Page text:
Dance studio finally holds COVID-delayed recital
By Karen Carr Keefe
It was a long time in coming, but Step-In-Time Studio of Dance is finally holding its June dance recital this week. The event, delayed by the coronavirus outbreak, is taking place in a series of daily mini-performances, with about 145 students divided into separate, small shows. With masks, temperature checks and social distancing, the pandemic brought a new date and a new look to the event. And it brought tears of joy to the eyes of a number of parents.
Kimberly Everett of East Amherst was one of the parents and students lined up outside, standing 6 feet apart, awaiting her daughter’s portion of the recital. She said she was relieved and proud of Stephanie, 11.
“I’m actually like almost in tears thinking that this day was never going to get here and so thankful that we’ve been able to do it this week,” Everett said. “The girls have worked so hard. … I’m just glad that they’re finally able to do it and show off all their hard work.”
Stephanie has been a dancer since she was 2, and this was her ninth recital.
“It’s really fun. Everybody is really nice,” she said.
Lindsay DeSantis also waited in line with her daughter, Samantha, 10, a student at Huth Elementary.
“Step-In-Time’s a great place; it gives her a lot of friends, and it just means so much to see her be able to do her recital,” DeSantis said.
Samantha has been taking lessons at Step-In-Time for three years, and her favorite classes are acro and baton.
“I really like it and I like my parents watching what I do because they seem really happy when I do the things I like to do,” she said.
Jackie Masker said both her daughters, Talia and Gianna, have danced at Step-in-Time since they were 3. Older daughter Gianna, 13, assists in teaching some classes. Younger daughter, Talia, 10, is a fifth-grader at Huth Elementary who takes ballet and acrobatics in twice-weekly classes.
“I like acro because I can do a lot of tricks. I like jumping around, doing cartwheels and back bends,” she said.
Her mother said it’s been a long road to recital.
“When everything shut down, it’s very difficult – this is a part of your life – we’re at dance five days a week,” Masker said. “So now that it’s reopened and they’re able to have this recital, it means a lot to us. “It’s a sense of normalcy in this very unnormal situation that we’re in right now. They put a lot of work into this last year and then online when they were able to, and now at the beginning of this year, so it’s really nice to be able to see the culmination of that and enjoy this.”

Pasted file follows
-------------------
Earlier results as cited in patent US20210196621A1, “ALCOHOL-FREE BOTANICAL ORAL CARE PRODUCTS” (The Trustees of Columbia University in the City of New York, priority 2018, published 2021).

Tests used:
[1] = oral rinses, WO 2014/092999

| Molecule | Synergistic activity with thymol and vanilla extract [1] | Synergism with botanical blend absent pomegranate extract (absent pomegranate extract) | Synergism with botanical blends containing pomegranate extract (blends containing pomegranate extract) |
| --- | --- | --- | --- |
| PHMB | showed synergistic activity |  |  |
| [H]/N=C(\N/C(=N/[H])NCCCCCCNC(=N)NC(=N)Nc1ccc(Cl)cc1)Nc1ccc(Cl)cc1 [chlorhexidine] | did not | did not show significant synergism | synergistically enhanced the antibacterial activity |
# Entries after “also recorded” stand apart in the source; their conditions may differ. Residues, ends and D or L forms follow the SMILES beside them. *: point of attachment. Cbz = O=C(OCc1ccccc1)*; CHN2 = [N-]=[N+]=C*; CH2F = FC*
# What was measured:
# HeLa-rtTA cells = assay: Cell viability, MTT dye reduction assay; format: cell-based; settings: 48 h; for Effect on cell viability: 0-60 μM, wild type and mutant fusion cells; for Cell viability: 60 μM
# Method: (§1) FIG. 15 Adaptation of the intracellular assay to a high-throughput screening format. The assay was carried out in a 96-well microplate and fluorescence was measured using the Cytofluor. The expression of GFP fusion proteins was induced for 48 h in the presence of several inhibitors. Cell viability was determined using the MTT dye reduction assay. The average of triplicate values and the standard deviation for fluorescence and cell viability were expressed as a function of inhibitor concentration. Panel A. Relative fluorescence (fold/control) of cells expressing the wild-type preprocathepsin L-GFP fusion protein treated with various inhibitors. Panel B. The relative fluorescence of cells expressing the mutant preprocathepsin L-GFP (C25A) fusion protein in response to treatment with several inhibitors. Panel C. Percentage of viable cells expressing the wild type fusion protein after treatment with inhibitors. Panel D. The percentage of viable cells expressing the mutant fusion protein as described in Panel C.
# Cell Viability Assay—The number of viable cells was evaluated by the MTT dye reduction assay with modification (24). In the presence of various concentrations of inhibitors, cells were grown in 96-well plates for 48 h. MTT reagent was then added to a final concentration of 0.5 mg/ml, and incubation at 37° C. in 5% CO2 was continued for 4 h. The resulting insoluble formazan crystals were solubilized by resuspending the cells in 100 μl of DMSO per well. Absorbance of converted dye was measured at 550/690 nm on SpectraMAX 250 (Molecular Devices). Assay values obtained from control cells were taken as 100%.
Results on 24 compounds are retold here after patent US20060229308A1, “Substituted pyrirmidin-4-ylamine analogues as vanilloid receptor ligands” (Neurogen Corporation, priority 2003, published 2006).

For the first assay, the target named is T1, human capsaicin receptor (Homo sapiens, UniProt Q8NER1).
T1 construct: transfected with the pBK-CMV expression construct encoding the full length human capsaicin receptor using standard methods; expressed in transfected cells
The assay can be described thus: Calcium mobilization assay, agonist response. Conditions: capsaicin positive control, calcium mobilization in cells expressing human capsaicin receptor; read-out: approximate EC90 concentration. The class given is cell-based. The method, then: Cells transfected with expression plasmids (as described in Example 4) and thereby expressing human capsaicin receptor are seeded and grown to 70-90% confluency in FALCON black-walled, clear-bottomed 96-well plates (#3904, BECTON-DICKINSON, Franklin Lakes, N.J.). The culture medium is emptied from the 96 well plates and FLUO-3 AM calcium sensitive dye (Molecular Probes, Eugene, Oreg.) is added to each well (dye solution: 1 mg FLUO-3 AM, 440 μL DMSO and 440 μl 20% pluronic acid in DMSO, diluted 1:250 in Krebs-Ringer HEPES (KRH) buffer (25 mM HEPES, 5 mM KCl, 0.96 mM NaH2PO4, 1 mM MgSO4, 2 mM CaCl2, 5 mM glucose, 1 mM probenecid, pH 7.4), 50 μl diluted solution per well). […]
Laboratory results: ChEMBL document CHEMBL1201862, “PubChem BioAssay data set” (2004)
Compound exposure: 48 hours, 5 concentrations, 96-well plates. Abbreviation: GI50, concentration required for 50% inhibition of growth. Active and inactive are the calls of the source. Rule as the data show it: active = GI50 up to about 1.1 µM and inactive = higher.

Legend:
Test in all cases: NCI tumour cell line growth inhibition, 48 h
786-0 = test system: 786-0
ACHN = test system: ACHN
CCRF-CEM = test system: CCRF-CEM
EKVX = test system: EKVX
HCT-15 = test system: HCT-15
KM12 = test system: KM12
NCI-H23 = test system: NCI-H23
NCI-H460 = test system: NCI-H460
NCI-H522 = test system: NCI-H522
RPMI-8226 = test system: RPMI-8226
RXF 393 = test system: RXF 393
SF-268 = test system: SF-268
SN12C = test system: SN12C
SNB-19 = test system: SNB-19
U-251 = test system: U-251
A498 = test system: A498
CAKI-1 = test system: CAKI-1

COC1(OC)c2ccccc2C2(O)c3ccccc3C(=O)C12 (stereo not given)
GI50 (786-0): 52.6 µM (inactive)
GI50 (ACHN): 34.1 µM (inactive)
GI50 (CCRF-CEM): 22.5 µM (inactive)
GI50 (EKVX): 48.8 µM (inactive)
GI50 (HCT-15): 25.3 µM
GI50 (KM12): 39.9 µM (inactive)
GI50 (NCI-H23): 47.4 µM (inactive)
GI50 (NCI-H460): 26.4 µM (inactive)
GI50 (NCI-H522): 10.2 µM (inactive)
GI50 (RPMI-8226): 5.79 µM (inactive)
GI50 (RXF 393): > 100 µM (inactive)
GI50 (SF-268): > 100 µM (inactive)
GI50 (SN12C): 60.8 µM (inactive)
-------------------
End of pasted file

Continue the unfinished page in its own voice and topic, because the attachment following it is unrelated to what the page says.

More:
Studio owner and founder Deby LeFevre orchestrated the recital for maximum safety, efficiency and fun. She said there is an award stage to honor each of the dancers “because they did it!“ she said.
“That’s the most important thing is that we finished. And I think that’s a huge accomplishment because we didn’t give up,” LeFevre said.
This is her 40th annual dance show, and it’s called “Totally ’80s,” because LeFevre started teaching in 1980. Every song featured in the routines is from the 1980s. The studio offers Mommy and Me classes that start for the kids at age 2, and the classes go up to college-age kids who still dance through the studio. The classes include ballet, tap and jazz, acrobatics, baton, hip-hop for the older students, and “Flip-hop,” a form she created for the younger kids that compares to Disney Junior dancing.
She’s very happy with the studio location at Trinity United Methodist Church’s original building on Whitehaven Road.
“To move into historic Trinity three years ago … and it’s our studio home now, forever. We have a fabulous, beautiful family waiting room, we have a locker room, we have two studios and we have the gym we use for baton twirling,” LeFevre said.
Since COVID-19 hit the U.S., some classes have been held virtually and some in person, with parents choosing their preference for their children.
“We’re open six days a week and we have a high-tech system that is more than just Zoom. A 75-inch television is our monitor, so the kids at home, we can really see what they’re doing, and they’re in the class just like the kids that are physically here,” she said.
LeFevre, like other Western New Yorkers, was just learning Wednesday that New York Gov. Andrew Cuomo had, hours before, sent Buffalo and most Erie County suburbs into “orange zone” status for now. That puts schools into remote learning pending widespread testing of teachers and students.
“Today we went to ‘orange,’ ” LeFevre said, “We take temperatures as the kids come in and they hand-sanitize coming into the building and when they switch rooms. Walking throughout the building they always have masks on, and they’re in 6-foot-by-6-foot personal dance spaces.”
The governor’s orders also limit church attendance, curtail indoor dining and shutter gyms, hair salons and personal care services.
“We’re still here and I hope to remain here,” LeFevre said. “Especially during this COVID time, people can Zoom in. They can take whatever class, many days of the week. It is a blessing. And I’m also offering free trial classes through Zoom.”